The walls of the canal were lined with timber planking and locks were installed at each end. Modifications to the canal and lock continued until 1917 and the canal saw moderate to heavy use by small coastal steamships and barges, particularly during the First and Second World Wars when coal from the Sydney Coal Field was transported on this sheltered inland route to avoid U-boats. A marble quarry on the western shore of Bras d'Or Lake at Marble Mountain also generated some shipping traffic.
The canal was designated a National Historic Site of Canada in 1929 and the federal government took over its operation. Parks Canada is the government agency responsible for its maintenance and operation and undertook a major project to restore both entrances to the canal in 1985. During the post-war, commercial shipping has largely avoided traveling through Bras d'Or Lake and the canal is almost exclusively used by pleasure boats, particularly sail boats with the increased popularity of cruising Bras d'Or Lake in recent decades.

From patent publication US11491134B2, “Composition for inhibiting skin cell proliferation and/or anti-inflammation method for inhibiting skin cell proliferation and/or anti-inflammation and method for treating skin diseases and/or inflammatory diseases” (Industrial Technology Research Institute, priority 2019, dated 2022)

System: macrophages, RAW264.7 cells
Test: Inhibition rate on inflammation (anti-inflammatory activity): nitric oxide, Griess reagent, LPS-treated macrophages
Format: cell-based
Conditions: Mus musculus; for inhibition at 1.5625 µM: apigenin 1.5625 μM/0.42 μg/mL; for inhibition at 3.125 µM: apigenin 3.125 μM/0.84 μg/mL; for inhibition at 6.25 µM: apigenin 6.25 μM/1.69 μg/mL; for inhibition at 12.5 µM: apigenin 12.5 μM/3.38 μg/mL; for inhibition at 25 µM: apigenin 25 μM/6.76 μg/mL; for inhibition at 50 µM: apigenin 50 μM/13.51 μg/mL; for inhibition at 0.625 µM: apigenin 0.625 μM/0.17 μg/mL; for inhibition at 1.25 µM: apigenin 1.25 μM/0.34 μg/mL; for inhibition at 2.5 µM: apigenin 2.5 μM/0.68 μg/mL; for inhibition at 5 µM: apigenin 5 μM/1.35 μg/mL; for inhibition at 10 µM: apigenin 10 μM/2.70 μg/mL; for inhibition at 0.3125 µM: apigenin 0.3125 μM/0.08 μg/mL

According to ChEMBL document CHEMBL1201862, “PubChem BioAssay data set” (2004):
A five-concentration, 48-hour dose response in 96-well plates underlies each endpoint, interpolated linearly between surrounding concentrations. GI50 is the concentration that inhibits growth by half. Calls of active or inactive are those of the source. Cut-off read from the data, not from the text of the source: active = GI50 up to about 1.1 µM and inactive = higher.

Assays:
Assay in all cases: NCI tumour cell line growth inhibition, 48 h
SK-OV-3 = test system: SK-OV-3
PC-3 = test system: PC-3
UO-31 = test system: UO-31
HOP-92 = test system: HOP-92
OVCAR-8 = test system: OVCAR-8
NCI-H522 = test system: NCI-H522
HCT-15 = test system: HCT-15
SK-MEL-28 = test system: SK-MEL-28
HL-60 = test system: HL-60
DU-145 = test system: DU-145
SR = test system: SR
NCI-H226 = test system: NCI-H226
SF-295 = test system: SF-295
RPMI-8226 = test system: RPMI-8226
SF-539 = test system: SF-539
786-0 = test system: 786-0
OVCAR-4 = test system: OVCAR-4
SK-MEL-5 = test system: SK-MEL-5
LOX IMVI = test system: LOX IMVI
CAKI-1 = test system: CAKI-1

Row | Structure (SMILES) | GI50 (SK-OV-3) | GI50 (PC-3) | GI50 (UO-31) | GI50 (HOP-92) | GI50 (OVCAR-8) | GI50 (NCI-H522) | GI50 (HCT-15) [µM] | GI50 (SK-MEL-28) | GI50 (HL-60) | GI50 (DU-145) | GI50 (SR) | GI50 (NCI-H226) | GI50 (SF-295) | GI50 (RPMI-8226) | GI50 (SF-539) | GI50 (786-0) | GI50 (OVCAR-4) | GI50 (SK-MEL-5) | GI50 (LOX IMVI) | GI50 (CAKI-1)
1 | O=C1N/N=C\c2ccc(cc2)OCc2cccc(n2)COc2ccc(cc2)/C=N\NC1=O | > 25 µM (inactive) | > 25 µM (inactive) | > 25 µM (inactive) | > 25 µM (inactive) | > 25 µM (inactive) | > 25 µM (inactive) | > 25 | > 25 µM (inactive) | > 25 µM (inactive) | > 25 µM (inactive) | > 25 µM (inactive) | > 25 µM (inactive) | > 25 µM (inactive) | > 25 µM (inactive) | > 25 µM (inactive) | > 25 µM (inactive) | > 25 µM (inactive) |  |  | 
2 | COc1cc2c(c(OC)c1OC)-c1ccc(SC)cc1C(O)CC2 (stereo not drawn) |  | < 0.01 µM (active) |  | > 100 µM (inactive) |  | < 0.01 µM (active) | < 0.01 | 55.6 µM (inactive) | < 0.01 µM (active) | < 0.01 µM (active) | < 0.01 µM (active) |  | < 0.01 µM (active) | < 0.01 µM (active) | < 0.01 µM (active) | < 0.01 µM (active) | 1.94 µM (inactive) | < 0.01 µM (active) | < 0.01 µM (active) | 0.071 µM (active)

Parks Canada operates the canal from May to October each year. Vessels transiting the canal are limited by the size of the lock, which measures 91.44 m long (300.0 ft), 14.45 m wide (47.4 ft), and 4.88 m draught (16.0 ft). The ruins of Nicholas Denys's Fort Saint-Pierre are located on the grounds of the lockmaster's house (ca. 1876), and the ruins of Fort Dorchester are located on Mount Granville, which overlooks the Atlantic approach to the canal.
St. Peter's contains two National Historic Sites of Canada:
The 1876 Lockmaster's House beside the canal is a Recognized Federal Heritage Building, while the circa 1870 MacAskill House, the birthplace of photographer Wallace MacAskill, is a Provincially Registered Property. The Fort Toulouse Archaeological Site is protected under the provincial Special Places Protection Act.